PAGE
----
NANFA-- Florida Everglades
Tue, 7 Mar 2000 22:08:32 EST

I don't know if a lot of people have mentioned this before after a previous
airing of this show on this list, but I thought that I would share this for
those who are unaware of the show or some of the creatures or their habits.
I saw a really cool program on the Florida Everglades last night on the
Discovery Channel. It described the Everglades as North America's only
subtropical wetland.
It showed cool underwater footage of many different types of fishes, like
gars ( spotted gars I believe) stalking their prey. The documentary even said
that they use their snouts to probe the vegetation at the bottom for hiding
fishes, which was something I never knew that they did. They did not show
this behaviour, however. Just the
re-not-noticed-type stalking approach. Their predominately spotted appearance
is attractive in a predatory piscivorous sort of way.
They also showed cormorants which are a long slenderly-built type of diving,
fish-eating bird with paddle feet. The narrator stated that they were as fast
underwater as the fish they chased, and this was very evident in the video
footage. They were unbelievably quick and agile, taking quick tight turns
through the water in pursuit of their prey. I couldn't believe the size of
the sunfish that it ate; it looked like it was too big to fit down its
throat, but it managed just fine.
One of the absolute highlights for me was the footage of the bladderwort , a
free-floating rootless carnivorous plant. The program stated that the
Everglades has very little nutrients, and that is why these plants are
rootless. They are armed with bladders which are specialized feeding organs
for the plants to obtain additional food in the form of small organisms like
daphnia, fish fry , and others. The bladders are hollow and have an opening
which has touch-sensitive bristles around it ( which they showed good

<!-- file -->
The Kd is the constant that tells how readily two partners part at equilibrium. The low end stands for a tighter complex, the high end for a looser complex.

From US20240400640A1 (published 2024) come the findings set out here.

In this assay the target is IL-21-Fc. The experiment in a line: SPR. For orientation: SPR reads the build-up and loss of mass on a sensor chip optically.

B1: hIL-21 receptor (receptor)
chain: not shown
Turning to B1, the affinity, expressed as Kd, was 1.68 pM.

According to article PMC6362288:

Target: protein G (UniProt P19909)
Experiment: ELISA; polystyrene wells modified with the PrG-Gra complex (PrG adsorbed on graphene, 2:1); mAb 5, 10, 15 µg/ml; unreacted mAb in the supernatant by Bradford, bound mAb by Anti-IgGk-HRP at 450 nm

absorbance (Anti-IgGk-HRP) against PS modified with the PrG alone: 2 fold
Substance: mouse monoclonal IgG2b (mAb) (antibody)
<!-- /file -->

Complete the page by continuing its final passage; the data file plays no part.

close-ups of). These bristles on contact with any prey items cause the
bladder openings to dilate instantly, creating an irresistable vaccuum action
which sucks the prey into the bladders. This program showed it consuming red
water mites. The sucking force was so irresistable that even mites that
couldn't fit inside the bladders were sucked up against the openings until
they seemed to partially explode and their guts were drawn into the the
bladder to be digested by the plant's enzymes. Both bladderworts and red
water mites seem like they would be interesting to keep in an aquarium. It's
rather ironic that some betta breeders actually used to keep these in their
breeding tanks; they used to lose a lot of fry and wondered what happened to
They also showed exotic tilapia which have successfully colonized the
Everglades, which as it turns out is an ideal habitat for them.They went into
a little too much detail for me about their breeding habits, being that
they're an exotic (I'd rather see the life history of a native of the area if
they're going to get that in-depth) but it was a relatively minor fault. One
plus, though, was seeing them being almost the exclusive fish species out of
all the the instances of a fish species being eaten by an alligator.
One unbelievable surprise for me was seeing bluegills acting as cleaner fish
for largemouth bass! The largemouth bass just passively sat there and allowed
the bluegills to pick parasites off of them.! I never knew that we had NA fw
fish that exhibited this sort of behaviour; I always thought that it was a
coral reef fish behaviour manifested by creatures such as cleaner shrimp and
wrasses,ect. , towards fishes like groupers and such. This totally blows my
image of the behavioural interrelationships between fishes considered to
predator and prey on this continent.
There was also a brief scene featuring bowfin which was fairly decent in the
context of the views they showed of it. Overall this was a really
interesting program. I didn't record all of it; just the parts featuring
creatures that were totally aquatic with the exception of the cormorants
chasing the fish underwater which I thought was really neat. I always try to
record whatever aquatic stuff I happen to catch on T.V. as long as it's North
American and I want to cram as much on the tape as I can which is devoted
exclusively to the subjects so I have to be selective. I would recommend
purchasing this Discovery program to anyone who is interested in North
American aquatic life and/or swamps.

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